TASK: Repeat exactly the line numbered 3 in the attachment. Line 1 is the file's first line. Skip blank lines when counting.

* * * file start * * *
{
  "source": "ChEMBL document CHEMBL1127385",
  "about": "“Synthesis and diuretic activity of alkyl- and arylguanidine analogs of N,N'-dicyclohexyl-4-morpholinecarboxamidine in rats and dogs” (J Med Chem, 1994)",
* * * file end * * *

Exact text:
  "about": "“Synthesis and diuretic activity of alkyl- and arylguanidine analogs of N,N'-dicyclohexyl-4-morpholinecarboxamidine in rats and dogs” (J Med Chem, 1994)",